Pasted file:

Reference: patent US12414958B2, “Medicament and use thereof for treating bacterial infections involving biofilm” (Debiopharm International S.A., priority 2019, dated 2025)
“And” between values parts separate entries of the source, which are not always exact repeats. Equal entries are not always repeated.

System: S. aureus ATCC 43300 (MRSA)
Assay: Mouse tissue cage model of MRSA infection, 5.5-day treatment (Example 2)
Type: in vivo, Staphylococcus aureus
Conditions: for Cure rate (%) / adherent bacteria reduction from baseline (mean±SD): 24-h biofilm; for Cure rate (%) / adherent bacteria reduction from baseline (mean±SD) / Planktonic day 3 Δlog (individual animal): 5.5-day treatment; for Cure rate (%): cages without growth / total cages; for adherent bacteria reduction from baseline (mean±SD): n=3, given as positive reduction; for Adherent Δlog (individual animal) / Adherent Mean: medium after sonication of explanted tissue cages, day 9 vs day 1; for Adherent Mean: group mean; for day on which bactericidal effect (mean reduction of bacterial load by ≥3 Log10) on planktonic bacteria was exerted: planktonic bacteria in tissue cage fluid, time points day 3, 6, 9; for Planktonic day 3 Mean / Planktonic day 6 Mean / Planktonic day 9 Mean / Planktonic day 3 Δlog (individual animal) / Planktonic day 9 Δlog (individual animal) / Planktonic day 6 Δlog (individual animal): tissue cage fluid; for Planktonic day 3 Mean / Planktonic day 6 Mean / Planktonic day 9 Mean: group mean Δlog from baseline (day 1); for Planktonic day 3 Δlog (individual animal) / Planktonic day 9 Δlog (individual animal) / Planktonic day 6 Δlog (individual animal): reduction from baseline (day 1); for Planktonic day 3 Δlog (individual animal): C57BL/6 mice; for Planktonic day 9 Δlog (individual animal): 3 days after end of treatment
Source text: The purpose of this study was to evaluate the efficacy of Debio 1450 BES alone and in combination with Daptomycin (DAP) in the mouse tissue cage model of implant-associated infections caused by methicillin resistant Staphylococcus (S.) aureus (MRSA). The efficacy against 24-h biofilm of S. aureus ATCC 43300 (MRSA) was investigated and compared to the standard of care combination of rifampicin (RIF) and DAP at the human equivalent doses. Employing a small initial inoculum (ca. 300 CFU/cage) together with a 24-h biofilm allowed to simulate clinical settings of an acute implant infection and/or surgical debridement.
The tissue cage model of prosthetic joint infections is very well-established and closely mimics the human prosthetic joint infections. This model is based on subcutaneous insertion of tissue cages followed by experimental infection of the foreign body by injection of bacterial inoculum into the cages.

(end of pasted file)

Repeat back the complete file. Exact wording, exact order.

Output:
Reference: patent US12414958B2, “Medicament and use thereof for treating bacterial infections involving biofilm” (Debiopharm International S.A., priority 2019, dated 2025)
“And” between values parts separate entries of the source, which are not always exact repeats. Equal entries are not always repeated.

System: S. aureus ATCC 43300 (MRSA)
Assay: Mouse tissue cage model of MRSA infection, 5.5-day treatment (Example 2)
Type: in vivo, Staphylococcus aureus
Conditions: for Cure rate (%) / adherent bacteria reduction from baseline (mean±SD): 24-h biofilm; for Cure rate (%) / adherent bacteria reduction from baseline (mean±SD) / Planktonic day 3 Δlog (individual animal): 5.5-day treatment; for Cure rate (%): cages without growth / total cages; for adherent bacteria reduction from baseline (mean±SD): n=3, given as positive reduction; for Adherent Δlog (individual animal) / Adherent Mean: medium after sonication of explanted tissue cages, day 9 vs day 1; for Adherent Mean: group mean; for day on which bactericidal effect (mean reduction of bacterial load by ≥3 Log10) on planktonic bacteria was exerted: planktonic bacteria in tissue cage fluid, time points day 3, 6, 9; for Planktonic day 3 Mean / Planktonic day 6 Mean / Planktonic day 9 Mean / Planktonic day 3 Δlog (individual animal) / Planktonic day 9 Δlog (individual animal) / Planktonic day 6 Δlog (individual animal): tissue cage fluid; for Planktonic day 3 Mean / Planktonic day 6 Mean / Planktonic day 9 Mean: group mean Δlog from baseline (day 1); for Planktonic day 3 Δlog (individual animal) / Planktonic day 9 Δlog (individual animal) / Planktonic day 6 Δlog (individual animal): reduction from baseline (day 1); for Planktonic day 3 Δlog (individual animal): C57BL/6 mice; for Planktonic day 9 Δlog (individual animal): 3 days after end of treatment
Source text: The purpose of this study was to evaluate the efficacy of Debio 1450 BES alone and in combination with Daptomycin (DAP) in the mouse tissue cage model of implant-associated infections caused by methicillin resistant Staphylococcus (S.) aureus (MRSA). The efficacy against 24-h biofilm of S. aureus ATCC 43300 (MRSA) was investigated and compared to the standard of care combination of rifampicin (RIF) and DAP at the human equivalent doses. Employing a small initial inoculum (ca. 300 CFU/cage) together with a 24-h biofilm allowed to simulate clinical settings of an acute implant infection and/or surgical debridement.
The tissue cage model of prosthetic joint infections is very well-established and closely mimics the human prosthetic joint infections. This model is based on subcutaneous insertion of tissue cages followed by experimental infection of the foreign body by injection of bacterial inoculum into the cages.